‘Cocktail’ of pharmaceuticals identified in Bangladeshi waters

A study of both city and rural water sources identified antimicrobials at every site and suggests the contamination could be causing the emergence of treatment-resistant microbes.

people using a pump to draw water out a tap

A study has revealed that the waters of both rural and urban Bangladesh hold a cocktail of pharmaceutical and compound contaminants, including antimicrobials like antibiotics and antifungals, anticonvulsants, anaesthetics, antihypertensive drugs, pesticides, flame retardants and more.

The investigation began in spring 2019, when scientists from the University at Buffalo (UB), US, and International Centre for Diarrhoeal Disease Research, Bangladesh (icddr,b), a leading global health research institute in Bangladesh, tested a lake, a canal and a river in Dhaka, Bangladesh’s capital, and sampled water from ditches, ponds and drinking wells in a rural area known as Matlab.

While each chemical was not found at every location and sometimes the levels detected were low, lead scientist Dr Diana Aga, Henry M. Woodburn Professor of Chemistry in the UB College of Arts and Sciences, said the ubiquity of contamination is concerning: “When we analysed all these samples of water from Bangladesh, we found fungicides and a lot of antibiotics we weren’t looking for. This kind of pollution is a problem because it can contribute to the development of bacteria and fungi that are resistant to the medicines we have for treating human infection.”

Published in Science of the Total Environment, the study highlighted that at every site the team found the antifungal agent carbendazim, flame retardants and the insect repellent DEET.

The canal and river in Dhaka contained a medley of chemicals. Of note, scientists discovered multiple varieties of antibiotics and antifungals. While they generally found fewer antimicrobials at the rural locations, some antibiotics were found at certain sites and antifungal agents were common.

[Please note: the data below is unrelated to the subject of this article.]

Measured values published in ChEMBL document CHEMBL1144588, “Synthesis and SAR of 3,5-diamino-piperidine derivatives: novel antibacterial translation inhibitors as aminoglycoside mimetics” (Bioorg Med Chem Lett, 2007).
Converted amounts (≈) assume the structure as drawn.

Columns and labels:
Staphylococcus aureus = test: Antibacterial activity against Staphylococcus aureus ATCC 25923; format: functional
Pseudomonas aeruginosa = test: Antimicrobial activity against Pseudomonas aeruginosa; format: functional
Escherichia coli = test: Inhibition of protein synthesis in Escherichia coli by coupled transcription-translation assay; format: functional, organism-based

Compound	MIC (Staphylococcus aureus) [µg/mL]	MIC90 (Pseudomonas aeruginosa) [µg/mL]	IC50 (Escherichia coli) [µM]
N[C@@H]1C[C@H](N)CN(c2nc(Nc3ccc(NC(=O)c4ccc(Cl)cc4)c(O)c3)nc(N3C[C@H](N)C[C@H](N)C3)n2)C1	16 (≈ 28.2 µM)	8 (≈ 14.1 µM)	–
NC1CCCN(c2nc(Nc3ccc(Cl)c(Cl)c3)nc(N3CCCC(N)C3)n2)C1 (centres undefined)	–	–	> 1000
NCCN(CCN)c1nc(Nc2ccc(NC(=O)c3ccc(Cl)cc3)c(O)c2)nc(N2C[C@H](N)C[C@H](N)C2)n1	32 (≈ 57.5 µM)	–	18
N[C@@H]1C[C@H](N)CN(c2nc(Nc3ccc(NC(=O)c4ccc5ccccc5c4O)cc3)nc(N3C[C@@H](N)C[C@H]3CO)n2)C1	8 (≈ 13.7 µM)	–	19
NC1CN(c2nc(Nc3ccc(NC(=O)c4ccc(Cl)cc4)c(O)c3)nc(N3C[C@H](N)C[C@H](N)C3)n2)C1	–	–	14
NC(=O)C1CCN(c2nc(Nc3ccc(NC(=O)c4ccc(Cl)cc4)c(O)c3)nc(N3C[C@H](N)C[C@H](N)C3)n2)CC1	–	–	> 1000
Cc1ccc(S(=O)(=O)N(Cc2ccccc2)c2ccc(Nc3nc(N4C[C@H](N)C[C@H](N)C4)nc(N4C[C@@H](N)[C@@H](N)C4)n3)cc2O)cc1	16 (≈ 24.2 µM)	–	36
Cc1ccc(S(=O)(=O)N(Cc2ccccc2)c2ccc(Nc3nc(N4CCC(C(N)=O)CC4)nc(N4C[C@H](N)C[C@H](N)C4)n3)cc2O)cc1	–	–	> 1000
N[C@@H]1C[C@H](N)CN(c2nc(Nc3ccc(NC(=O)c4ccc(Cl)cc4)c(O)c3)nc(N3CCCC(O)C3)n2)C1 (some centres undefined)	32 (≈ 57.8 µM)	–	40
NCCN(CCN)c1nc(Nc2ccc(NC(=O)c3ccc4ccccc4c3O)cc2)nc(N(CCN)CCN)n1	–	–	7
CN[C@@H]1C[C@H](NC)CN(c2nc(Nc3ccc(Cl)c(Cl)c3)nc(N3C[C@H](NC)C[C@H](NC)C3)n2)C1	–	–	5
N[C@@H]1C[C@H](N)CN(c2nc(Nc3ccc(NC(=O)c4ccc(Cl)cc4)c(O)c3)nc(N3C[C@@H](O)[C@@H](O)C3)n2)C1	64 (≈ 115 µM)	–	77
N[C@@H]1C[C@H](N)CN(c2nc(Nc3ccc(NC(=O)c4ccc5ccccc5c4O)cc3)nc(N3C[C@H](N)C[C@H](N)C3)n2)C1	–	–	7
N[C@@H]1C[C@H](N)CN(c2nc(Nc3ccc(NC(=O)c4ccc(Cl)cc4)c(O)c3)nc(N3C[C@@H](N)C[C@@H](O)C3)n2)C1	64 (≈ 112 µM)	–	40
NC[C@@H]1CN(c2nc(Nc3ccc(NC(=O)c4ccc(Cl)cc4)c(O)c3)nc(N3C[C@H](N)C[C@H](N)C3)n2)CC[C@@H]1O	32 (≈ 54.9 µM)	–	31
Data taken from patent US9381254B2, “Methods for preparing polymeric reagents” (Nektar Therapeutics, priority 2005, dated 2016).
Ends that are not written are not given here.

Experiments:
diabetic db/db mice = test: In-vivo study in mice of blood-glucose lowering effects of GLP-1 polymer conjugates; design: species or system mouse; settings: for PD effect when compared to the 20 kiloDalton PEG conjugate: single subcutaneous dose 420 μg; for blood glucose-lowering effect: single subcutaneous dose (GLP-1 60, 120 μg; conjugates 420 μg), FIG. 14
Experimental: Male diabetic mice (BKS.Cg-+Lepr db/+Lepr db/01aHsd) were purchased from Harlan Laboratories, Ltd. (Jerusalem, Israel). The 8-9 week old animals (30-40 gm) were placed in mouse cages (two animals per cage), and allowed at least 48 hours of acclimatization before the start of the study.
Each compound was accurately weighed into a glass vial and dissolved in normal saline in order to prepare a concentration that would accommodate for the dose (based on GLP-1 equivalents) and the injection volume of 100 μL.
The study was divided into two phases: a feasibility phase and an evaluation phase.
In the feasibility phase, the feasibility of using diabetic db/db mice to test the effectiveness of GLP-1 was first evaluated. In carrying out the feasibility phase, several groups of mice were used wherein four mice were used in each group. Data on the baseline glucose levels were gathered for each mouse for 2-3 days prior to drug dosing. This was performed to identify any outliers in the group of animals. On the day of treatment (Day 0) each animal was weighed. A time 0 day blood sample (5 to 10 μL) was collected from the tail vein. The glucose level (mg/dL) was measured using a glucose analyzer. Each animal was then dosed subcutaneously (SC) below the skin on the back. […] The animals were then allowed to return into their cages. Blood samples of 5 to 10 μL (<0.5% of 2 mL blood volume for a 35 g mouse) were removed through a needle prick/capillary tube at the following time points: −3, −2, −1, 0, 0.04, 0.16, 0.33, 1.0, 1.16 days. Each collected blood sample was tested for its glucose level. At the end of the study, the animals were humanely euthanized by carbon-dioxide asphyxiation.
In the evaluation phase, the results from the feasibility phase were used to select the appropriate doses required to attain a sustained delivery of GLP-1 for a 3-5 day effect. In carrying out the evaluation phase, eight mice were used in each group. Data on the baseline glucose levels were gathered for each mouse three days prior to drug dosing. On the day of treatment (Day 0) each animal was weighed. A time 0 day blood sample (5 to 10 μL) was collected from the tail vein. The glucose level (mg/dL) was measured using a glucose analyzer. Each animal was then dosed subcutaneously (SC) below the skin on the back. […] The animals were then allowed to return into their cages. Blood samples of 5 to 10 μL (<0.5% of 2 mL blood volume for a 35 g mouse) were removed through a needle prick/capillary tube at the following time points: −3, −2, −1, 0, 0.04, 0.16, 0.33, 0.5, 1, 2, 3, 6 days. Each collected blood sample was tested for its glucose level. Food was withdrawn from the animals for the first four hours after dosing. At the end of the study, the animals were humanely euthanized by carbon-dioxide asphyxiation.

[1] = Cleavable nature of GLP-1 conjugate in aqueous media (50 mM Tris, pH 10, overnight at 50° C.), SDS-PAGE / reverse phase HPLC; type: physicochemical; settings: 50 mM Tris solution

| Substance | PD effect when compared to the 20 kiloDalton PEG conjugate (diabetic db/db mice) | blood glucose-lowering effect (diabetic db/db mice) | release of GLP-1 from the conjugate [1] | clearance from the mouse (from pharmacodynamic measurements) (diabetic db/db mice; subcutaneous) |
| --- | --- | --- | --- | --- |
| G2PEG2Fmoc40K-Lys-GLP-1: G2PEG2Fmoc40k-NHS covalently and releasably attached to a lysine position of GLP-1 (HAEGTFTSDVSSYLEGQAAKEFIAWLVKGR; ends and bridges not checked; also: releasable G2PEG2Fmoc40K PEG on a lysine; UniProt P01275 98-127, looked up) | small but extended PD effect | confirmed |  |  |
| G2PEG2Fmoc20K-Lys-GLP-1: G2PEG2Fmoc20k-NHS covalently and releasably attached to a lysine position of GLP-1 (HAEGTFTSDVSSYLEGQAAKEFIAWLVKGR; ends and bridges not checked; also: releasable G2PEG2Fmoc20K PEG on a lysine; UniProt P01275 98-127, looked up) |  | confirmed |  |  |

“The fact that we found so many different types of chemicals is really concerning,” Aga said. “I recently saw a paper, a lab study, that showed exposure to antidepressants put pressure on bacteria in a way that caused them to become resistant to multiple antibiotics. So, it’s possible that even chemicals that are not antibiotics could increase antibacterial resistance.”

The water samples were collected and taken to UB to be analysed by state-of-the-art methods which screened for around 1,000 potential pollutant compounds, including ones the researchers did not anticipate finding.

“It’s important to note that antimicrobial contamination of the environment is not unique to Bangladesh, but expected in many countries throughout the world where antimicrobial use is poorly regulated in both human medicine and agriculture, which is generally the case in lower-middle income countries of Asia,” added study co-author Dr Shamim Islam, clinical associate professor of paediatrics in the Jacobs School of Medicine and Biomedical Sciences at UB.

He concluded: “As undertaken in this study, we feel analysing and characterising such environmental antimicrobial contamination is a critically important component of global antimicrobial resistance surveillance and mitigation efforts.”